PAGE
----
Out of 6 choices, Americans and Canadians rank urban development (first), construction (second) and pulp and paper (third) as having the most impact on global deforestation. Agriculture was ranked as having the least impact. However, agriculture is the top cause of global deforestation and, in most developed countries such as the U.S. and Canada, pulp and paper is not a cause of forest loss due to government regulations, sustainable forestry practices and forest certification programs.
When it comes to paper purchasing behavior, 70% of Americans and Canadians believe it is important to use paper products from sustainably managed forests. However, only 22-27% pay attention to forest certification labels when purchasing paper.
Out of 8 common materials and products, wood is considered the most environmentally friendly material, followed by paper and glass. Plastic and electronic devices are considered the least environmentally friendly.
When it comes to reading books, magazines and newspapers, print is preferred over digital.
Further to print being the preferred medium for reading, the digital push by many corporate service providers (ex: banks, telecoms, utilities, insurance) appears to be unpopular with many consumers. 82% of Canadians and 86% of Americans believe they should have the right to choose how they receive their communications (electronically or printed) and a further 66% (Canada) to 74% (U.S.) agree they should not be charged to receive paper statements.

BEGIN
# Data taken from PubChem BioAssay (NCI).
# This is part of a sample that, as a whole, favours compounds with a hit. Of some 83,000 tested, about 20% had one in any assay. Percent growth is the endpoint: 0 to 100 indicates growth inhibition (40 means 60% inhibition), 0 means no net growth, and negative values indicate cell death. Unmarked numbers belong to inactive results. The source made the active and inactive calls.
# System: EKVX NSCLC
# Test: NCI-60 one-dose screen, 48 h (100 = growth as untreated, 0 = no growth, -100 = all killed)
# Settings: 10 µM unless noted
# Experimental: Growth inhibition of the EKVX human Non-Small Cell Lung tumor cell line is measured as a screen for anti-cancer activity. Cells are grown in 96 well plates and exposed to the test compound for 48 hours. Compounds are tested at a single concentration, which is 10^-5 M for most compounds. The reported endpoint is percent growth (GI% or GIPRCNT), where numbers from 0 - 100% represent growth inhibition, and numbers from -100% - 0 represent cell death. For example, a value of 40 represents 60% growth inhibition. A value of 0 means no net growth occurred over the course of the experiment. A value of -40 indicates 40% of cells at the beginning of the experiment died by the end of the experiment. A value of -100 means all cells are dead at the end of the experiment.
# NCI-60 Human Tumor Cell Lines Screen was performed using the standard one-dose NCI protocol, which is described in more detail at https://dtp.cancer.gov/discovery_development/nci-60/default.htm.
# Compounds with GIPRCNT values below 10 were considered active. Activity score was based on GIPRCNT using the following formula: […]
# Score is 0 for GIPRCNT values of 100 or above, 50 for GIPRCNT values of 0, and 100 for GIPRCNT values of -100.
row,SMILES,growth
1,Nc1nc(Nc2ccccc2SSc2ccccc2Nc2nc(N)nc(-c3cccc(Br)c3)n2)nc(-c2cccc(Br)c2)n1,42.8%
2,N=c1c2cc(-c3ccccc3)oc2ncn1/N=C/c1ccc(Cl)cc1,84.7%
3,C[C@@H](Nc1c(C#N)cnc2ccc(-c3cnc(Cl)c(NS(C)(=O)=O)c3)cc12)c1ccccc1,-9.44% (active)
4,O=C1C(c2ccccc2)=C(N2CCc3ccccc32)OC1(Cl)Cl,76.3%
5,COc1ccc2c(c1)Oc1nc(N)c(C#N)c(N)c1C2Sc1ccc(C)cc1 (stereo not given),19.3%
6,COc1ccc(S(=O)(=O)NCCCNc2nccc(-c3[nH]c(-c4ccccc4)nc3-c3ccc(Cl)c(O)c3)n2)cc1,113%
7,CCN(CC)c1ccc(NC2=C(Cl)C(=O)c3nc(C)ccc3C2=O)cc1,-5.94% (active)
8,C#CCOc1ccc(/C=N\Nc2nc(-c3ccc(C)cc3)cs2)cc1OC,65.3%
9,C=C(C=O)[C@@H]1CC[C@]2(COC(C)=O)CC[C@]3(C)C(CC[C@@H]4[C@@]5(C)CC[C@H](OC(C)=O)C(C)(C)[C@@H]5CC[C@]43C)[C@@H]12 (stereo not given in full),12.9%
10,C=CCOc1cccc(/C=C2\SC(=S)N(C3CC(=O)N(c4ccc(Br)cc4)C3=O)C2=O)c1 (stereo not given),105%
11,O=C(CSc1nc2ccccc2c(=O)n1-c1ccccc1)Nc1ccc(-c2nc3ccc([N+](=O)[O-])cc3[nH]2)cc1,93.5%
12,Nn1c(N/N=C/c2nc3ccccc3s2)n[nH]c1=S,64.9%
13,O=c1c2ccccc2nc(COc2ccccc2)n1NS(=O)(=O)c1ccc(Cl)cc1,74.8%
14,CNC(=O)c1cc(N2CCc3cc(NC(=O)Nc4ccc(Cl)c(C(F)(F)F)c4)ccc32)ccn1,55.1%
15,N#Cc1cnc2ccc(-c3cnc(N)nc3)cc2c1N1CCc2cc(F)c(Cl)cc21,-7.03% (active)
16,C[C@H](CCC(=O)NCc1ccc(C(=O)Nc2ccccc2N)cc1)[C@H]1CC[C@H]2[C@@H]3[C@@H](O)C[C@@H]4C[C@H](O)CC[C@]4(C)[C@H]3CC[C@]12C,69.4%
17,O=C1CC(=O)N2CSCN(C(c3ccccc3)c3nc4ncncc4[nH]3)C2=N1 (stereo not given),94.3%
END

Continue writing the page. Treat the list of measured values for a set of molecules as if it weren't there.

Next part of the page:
“It is great to see that print as a communications medium is still preferred by many consumers. Clearly, people also recognize the sustainable features of paper when compared to many other products, especially electronics and plastic. However, there is a need to educate consumers on sustainable forestry practices, the real causes of deforestation and the great recycling story of print and paper,” states Phil Riebel, President of Two Sides North America.
TO OBTAIN A PRINT COPY OF THE REPORTS, CONTACT US AT INFO@TWOSIDESNA.ORG
Greenhouse Gas Emissions:
About Two Sides
Two Sides is an independent, nonprofit organization created to promote the responsible production, use, and sustainability of print and paper. Two Sides is active globally in North America, Europe, Australia, South Africa and Brazil. Our members span the entire print and paper value chain, including forestry, pulp, paper, inks and chemicals, pre-press, press, finishing, publishing, printing, envelopes, and postal operators. For more information about Two Sides North America, please contact us at 1-855-896-7433 or firstname.lastname@example.org. Visit the Two Sides website at www.twosidesna.org and follow Two Sides on Facebook, LinkedIn, and Twitter.